Editorial Note: The content of this article is based on the author’s opinions and recommendations alone. It may not have been previewed, commissioned or otherwise endorsed by any of our network partners.
Creating a monthly budget can help you track your spending, save money and reach your financial goals. However, many Americans don’t budget their money, perhaps because the prospect of combing through bank statements and bill payments can seem daunting.
It’s easier than you might think to learn how to make a budget. With the help of a reliable budgeting strategy and a little dedication, you’ll know how to manage your money in no time at all.
Here’s how to budget your money in five simple steps:
This first step is to find out how much money you bring in each month. Track down your pay stubs from the past few months for a more accurate picture. If you are married or sharing expenses with a partner, you’ll need to work together to figure out your joint income. Use your pay schedule to determine your monthly take-home income:
→ Semimonthly/monthly salaried workers: If you’re paid twice per month on static dates (like the 25th and the last day of the month), simply double your paycheck to determine your monthly income. If you get one paycheck per month, that is your monthly take-home income.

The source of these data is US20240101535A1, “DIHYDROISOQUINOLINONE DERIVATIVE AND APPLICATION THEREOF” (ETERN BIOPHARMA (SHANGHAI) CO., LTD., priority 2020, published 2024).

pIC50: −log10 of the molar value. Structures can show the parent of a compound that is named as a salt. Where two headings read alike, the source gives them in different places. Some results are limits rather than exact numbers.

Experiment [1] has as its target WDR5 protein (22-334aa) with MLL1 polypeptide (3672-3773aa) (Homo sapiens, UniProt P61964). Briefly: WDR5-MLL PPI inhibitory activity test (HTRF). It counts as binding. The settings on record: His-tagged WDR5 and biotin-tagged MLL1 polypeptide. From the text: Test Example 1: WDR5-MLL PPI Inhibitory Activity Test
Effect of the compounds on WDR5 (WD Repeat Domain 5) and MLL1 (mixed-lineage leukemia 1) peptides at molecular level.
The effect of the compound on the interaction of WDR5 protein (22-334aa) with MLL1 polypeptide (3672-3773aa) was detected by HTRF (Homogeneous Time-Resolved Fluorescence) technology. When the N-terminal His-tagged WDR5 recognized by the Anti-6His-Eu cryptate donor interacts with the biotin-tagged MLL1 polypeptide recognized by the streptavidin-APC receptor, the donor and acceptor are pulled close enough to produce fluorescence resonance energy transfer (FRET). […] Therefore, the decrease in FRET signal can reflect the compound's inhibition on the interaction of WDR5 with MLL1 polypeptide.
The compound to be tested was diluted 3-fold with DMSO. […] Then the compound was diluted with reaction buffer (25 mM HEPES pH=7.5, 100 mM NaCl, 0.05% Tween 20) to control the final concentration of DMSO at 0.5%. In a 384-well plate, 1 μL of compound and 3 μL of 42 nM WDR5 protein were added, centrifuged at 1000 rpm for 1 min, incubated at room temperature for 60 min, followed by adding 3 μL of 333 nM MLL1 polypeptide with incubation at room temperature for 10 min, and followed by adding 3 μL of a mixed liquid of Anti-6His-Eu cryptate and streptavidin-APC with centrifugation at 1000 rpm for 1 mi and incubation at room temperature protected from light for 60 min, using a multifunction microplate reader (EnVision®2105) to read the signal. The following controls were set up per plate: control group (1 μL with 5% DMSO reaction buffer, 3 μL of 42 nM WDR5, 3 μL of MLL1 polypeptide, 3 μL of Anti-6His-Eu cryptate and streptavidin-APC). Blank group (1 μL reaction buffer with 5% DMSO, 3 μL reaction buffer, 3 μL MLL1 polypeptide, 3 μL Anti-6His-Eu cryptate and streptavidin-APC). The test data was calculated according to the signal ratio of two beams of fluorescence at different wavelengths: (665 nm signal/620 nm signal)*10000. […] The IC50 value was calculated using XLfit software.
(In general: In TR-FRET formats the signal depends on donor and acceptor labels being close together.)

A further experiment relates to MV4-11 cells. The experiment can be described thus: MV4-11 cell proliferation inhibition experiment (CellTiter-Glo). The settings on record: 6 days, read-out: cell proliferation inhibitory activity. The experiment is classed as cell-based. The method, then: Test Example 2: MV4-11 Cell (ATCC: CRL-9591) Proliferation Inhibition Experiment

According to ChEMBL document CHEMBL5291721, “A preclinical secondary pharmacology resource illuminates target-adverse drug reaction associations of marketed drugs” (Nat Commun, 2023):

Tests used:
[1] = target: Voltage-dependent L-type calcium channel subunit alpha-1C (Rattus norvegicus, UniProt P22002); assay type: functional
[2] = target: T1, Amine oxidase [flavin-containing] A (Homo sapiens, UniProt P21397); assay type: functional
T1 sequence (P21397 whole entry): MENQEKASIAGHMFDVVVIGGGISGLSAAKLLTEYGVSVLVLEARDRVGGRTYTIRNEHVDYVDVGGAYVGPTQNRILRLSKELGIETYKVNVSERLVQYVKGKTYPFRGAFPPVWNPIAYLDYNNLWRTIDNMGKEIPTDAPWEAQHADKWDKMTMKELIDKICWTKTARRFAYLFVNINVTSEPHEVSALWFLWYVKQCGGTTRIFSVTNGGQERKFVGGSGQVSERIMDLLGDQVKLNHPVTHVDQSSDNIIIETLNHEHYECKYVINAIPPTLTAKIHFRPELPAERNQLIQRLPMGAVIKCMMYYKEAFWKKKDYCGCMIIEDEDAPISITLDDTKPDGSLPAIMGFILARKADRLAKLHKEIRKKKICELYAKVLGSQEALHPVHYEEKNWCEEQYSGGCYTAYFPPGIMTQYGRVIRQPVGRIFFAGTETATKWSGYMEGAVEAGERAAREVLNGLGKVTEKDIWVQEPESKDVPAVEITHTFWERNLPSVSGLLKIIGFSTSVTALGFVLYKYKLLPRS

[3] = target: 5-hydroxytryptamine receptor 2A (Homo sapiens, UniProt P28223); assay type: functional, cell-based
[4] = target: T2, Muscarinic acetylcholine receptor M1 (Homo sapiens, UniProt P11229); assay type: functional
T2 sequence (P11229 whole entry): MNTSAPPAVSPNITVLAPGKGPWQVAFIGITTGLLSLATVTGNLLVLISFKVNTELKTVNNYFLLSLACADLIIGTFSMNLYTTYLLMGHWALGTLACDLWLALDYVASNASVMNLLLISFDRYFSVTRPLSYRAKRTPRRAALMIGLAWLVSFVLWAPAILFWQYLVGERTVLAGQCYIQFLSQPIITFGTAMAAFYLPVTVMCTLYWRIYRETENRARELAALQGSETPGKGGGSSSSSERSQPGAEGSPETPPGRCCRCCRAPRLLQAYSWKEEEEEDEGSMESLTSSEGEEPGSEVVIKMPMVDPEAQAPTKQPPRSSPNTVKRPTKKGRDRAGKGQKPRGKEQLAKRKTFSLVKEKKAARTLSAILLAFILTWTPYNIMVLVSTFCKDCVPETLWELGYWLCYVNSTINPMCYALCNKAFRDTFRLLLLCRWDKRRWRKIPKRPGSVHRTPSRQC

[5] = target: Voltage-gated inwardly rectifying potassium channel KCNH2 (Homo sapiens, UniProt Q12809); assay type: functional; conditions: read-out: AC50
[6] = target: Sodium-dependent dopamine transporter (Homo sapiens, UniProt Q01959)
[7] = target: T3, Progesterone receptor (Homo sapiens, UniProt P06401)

→ Weekly/biweekly salaried workers: If you’re paid weekly or biweekly (like every other Friday), keep in mind that some months you’ll get an extra paycheck, so you can’t simply multiply your paycheck by two or four to get your monthly income. Instead, use last year’s W-2 to divide your take-home income by 12. If you don’t have last year’s W-2, divide your gross annual income by 12 and then subtract taxes and payroll deductions, such as health insurance and retirement contributions.
→ Hourly and freelance workers: Since your paychecks may vary from month to month, do your best to estimate your monthly take-home income based on your invoices and pay stubs from the past few months.
This should include everything from big expenses, such as your mortgage or rent payment, to your “fun” money for eating out or spur-of-the-moment purchases.
Make note of your fixed expenses and your variable expenses. Your fixed expenses will stay static month over month, such as your cable bill, mortgage payment and any other fixed-rate installment loan payments you may have. Your variable expenses are a bit harder to estimate, and include purchases like groceries, clothing and utility bills.